Can Tiger Get over Himself?

By Feinstein, John | Newsweek, April 9, 2012 | Go to article overview

Can Tiger Get over Himself?


Feinstein, John, Newsweek


Byline: John Feinstein

We'll learn at the Masters whether Woods is really back.

On the evening of March 25, there was, at least in a figurative sense, dancing in the streets of golf world.

Tiger was back.

That afternoon Tiger Woods had won the Arnold Palmer Invitational at Bay Hill--the 72nd victory in his career on the PGA Tour but only his first since his life veered out of control when he plowed his car into a fire hydrant outside his Florida home in 2009. The accident led to stunning revelations about Woods's multiple infidelities during his marriage to Elin Nordegren, and to a remarkable nosedive in what had been the greatest career in golf history. Since then, he has had reconstructive surgery on his knee. He has been divorced, and has fired his swing coach and his caddie. He has changed his swing and he has struggled to putt well--the thing he once did better than any player in history. He went from holding the No. 1 ranking in the world to as low as No. 58, and from being the world's most marketable athlete to an athlete trying to become marketable again.

But trying to become Tiger Woods again without really being Tiger Woods has been a major challenge. As recently as February, even after finishing his second round at the Honda Classic with back-to-back birdies, he was still not in a talkative mood. As Woods came off the 18th green, Glenn Greenspan, his ever-present publicity man, muttered to the tour's on-site P.R. person, "Scrum only." That meant Woods would not do any of the one-on-one interviews with outlets like the Golf Channel or ESPN that normally get access first. Everyone would have the same shot to get their microphones as close to Woods as possible. No one argued at Woods's cranky post-round demeanor: Tiger Woods still plays by his own set of rules.

Other appearances have been easier. But even now, coming off a big win and going into this week's Masters as the favorite to win for the first time in almost four years, he is still fighting to try to find a place where a new Tiger Woods can play golf the way the old Tiger Woods once did.

"I've seen a difference in him off the golf course since the accident," said Davis Love III, who will captain the U.S. Ryder Cup team this fall. "I think he's happier with his life. If he can feel that way and be the old Tiger on the golf course that would be the ideal."

Can that happen? The answer, as of this moment, is very clear: maybe.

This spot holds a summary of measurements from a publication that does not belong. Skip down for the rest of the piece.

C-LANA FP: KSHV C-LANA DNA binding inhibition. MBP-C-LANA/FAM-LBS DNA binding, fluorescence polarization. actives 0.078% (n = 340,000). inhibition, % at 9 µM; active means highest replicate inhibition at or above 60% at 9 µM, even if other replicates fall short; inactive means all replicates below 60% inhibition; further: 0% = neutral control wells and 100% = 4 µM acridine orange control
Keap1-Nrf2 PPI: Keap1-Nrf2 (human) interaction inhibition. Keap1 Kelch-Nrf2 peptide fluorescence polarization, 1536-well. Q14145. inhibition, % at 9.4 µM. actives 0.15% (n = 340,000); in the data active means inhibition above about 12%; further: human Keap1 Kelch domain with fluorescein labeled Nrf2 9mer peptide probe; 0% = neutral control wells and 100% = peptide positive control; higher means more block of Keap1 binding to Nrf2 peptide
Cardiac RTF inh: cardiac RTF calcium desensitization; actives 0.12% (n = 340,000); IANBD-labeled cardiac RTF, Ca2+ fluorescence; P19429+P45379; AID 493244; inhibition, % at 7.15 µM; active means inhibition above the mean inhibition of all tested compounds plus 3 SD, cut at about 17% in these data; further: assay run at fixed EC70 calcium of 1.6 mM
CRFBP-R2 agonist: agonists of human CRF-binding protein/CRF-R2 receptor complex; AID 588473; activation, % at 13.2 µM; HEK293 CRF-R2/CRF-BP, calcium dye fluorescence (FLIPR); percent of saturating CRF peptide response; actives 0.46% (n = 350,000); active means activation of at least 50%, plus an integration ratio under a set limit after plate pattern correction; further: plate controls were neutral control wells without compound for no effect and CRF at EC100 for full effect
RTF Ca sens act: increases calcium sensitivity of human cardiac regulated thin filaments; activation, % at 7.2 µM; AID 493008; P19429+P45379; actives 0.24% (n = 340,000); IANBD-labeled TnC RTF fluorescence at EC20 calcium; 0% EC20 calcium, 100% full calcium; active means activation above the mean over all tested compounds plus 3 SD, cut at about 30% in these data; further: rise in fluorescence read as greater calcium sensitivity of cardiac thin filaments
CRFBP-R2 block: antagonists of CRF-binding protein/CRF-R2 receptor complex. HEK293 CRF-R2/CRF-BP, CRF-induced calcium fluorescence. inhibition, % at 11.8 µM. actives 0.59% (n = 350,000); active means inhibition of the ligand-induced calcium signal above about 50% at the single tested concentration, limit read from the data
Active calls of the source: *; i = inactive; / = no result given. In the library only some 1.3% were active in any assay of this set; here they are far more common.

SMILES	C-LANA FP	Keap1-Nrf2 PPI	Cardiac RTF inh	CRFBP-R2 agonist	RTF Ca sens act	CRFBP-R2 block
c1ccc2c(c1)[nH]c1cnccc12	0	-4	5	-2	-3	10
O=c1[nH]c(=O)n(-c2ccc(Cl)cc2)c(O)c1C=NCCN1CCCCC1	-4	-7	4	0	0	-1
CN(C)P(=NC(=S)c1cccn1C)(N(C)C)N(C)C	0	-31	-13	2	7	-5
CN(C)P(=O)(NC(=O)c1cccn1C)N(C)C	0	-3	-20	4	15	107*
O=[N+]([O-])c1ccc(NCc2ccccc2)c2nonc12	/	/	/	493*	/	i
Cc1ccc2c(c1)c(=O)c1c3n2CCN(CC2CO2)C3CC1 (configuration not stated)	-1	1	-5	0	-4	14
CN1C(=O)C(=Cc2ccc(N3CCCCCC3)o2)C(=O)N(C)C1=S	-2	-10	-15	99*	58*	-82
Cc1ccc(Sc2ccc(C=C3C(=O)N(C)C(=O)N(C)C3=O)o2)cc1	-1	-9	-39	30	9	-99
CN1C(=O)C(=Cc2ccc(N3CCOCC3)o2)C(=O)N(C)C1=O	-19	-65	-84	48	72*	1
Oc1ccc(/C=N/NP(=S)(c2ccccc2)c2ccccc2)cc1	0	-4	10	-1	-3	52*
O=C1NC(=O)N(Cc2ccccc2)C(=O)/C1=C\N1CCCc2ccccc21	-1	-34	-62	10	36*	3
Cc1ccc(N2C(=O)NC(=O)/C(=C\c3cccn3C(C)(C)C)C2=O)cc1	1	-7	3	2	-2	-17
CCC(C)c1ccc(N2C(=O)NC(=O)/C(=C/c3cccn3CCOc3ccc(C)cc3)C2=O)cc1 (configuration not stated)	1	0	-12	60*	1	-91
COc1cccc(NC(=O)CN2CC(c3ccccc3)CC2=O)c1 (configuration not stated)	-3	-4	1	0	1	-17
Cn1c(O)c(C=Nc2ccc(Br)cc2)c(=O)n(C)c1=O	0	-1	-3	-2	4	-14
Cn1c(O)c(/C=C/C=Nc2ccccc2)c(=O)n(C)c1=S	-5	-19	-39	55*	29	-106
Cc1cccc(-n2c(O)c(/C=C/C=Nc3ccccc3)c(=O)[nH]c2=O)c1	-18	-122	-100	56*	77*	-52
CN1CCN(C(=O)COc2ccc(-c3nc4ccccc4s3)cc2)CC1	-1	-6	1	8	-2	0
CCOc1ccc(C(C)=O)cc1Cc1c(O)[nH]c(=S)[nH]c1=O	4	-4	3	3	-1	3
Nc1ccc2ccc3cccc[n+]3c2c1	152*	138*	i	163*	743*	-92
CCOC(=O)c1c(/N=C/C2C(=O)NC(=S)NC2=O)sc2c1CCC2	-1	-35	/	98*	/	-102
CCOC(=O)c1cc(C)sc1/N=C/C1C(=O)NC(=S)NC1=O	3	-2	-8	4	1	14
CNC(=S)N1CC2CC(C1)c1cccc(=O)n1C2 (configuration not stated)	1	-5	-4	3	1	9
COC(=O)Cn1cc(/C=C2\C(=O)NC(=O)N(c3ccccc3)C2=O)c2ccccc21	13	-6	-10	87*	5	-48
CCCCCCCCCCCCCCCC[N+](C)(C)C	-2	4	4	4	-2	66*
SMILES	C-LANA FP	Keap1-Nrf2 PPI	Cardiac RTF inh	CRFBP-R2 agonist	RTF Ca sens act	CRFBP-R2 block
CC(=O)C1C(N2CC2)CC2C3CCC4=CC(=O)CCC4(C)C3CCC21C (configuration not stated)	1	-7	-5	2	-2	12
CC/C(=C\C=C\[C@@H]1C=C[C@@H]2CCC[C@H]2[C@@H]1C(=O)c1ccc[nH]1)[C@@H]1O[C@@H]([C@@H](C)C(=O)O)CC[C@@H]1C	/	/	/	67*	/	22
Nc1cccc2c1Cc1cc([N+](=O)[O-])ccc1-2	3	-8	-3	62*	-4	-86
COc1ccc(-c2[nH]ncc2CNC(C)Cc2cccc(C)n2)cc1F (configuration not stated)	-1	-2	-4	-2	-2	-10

Woods had been groomed to climb the heights by his father, Earl, who decided early on to make his son into a prodigy. He boasted about the hours he spent drilling his son--both on how to play and how to deal with pressure--and rode him constantly whenever he spotted imperfections in his game. He booked his golf-playing son on The Mike Douglas Show shortly before the boy turned 3. By the time Woods was in college, his father was telling people his son would not only be the greatest golfer of all time but that he would be as important to the world as Gandhi.

For a time, Woods seemed unstoppable. He not only played the game better than anyone, he thought the game better than anyone. Players readily admitted that playing alongside him was intimidating--not speaking to someone you were playing against became known as giving them the "Tiger treatment." "Being inside the ropes with Tiger is a different experience than anything you'll ever go through in golf," Mike Weir, the 2003 Masters champion, told me some time ago. "It isn't something you can prepare for, it's something you have to experience, and even then there's no guarantee you can handle it." When Woods won his 14th major at the 2008 U.S. Open, he was 32-years-old. At that moment the question wasn't if he would break Nicklaus's record of winning 18 majors; the question was when.

And then came the crash. And the former lovers. And the prostitutes. When Woods finally appeared in public, eight weeks after the accident, he held a press conference in front of a now-famous "blue curtain," making certain he was surrounded only by friends and family (and a few hangers-on) and one TV camera, no questions allowed. …

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